So your writing is bringing much joy to a lovely gentleman who sadly is living a restricted life.
‘The Mystery Of Einstein’s Daughter’ is the finest historical mystery novel I’ve read since Peter Ackroyd’s seminal ‘Hawksmoor’ which is itself easily one of the greatest works of British literature since the 1980s. Very few writers of fiction attend to historical detail with such care.
Mike Walker, Journalist
A Most Diabolical Plot, by Tim Symonds, is a modern addition to Sir Arthur Conan Doyle’s infamous Sherlock Holmes series which feels as authentic as the original. The authors of this intriguing collection do very well in telling new stories while remaining true to Conan Doyle’s style and approach – not an easy thing to do. A Most Diabolical Plot is a collection of six stories featuring both new and classic themes, as well as characters that fans of the genre are sure to fall in love with. Each of the stories is unique and each story feels fresh as the reader progresses through the adventures.
This is a meticulously researched and expertly plotted Holmes & Watson tale. It takes place mostly in an exotic location but feels very familiar in the voice of Dr. Watson and the typical brilliance of Holmes’ unraveling of a deep mystery, and one that may threaten them both. Tim Symonds has captured the authorial voice of Dr. Watson as well as the ambience and attitudes of the era. The descriptions of the arduous overland journey to China as well as the sights, sounds, rituals, and politics of Dynastic China are brilliantly rendered and left me feeling as though I knew a great deal more about that bygone time and place after finishing the story than when I began, something I suspect would apply to many, no matter where on Earth they live. Others have summarized the plot and I will not add to that here. However, at the end of the book is an Epilogue with much additional information on the historical events from which many characters and plot points are drawn, as well as a descriptive glossary, English idioms, obscure words and phrases, and background readings that provide added value to the experience and for which I was quite eager after finishing the tale. Bravo!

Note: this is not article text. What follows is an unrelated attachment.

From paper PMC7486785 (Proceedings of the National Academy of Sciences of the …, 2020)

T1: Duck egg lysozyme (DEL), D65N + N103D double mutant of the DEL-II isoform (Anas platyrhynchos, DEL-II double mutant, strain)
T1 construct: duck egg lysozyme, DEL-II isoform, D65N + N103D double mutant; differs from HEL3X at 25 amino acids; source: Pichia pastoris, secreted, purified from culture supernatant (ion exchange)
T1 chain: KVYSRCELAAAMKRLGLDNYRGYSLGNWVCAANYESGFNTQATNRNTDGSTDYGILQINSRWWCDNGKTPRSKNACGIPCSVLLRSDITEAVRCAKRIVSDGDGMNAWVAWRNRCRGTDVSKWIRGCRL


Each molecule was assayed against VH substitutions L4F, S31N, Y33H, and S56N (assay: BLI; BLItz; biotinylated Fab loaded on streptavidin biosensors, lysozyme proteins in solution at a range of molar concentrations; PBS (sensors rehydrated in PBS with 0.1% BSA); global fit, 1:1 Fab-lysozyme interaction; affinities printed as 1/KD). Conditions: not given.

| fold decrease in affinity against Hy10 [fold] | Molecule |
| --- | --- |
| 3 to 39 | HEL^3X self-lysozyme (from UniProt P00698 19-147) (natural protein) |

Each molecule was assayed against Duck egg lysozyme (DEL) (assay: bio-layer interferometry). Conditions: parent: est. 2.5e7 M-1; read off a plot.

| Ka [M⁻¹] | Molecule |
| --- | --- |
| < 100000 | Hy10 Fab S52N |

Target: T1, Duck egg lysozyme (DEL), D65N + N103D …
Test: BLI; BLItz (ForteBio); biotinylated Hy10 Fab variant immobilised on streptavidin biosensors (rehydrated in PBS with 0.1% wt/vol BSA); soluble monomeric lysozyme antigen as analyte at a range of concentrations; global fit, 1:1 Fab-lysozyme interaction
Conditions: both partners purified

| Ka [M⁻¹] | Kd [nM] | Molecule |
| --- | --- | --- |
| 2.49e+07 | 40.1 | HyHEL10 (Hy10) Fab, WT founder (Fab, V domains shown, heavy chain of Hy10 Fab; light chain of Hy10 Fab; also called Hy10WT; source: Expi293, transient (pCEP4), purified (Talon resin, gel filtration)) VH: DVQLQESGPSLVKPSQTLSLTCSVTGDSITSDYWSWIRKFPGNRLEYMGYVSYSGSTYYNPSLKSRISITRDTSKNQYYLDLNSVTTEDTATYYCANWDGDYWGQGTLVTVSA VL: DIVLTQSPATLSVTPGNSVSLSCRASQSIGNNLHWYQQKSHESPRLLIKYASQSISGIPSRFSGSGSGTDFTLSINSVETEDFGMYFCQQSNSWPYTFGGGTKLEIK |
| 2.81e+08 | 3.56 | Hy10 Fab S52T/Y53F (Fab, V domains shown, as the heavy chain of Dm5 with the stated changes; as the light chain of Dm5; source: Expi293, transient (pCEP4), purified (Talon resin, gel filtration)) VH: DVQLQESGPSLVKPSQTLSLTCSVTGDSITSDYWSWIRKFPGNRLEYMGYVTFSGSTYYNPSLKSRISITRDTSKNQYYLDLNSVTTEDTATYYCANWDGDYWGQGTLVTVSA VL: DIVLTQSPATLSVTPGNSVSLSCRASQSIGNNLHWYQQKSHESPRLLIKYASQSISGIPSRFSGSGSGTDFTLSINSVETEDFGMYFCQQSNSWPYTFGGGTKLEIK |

Professor Stephen Seifert, Professor of Toxicology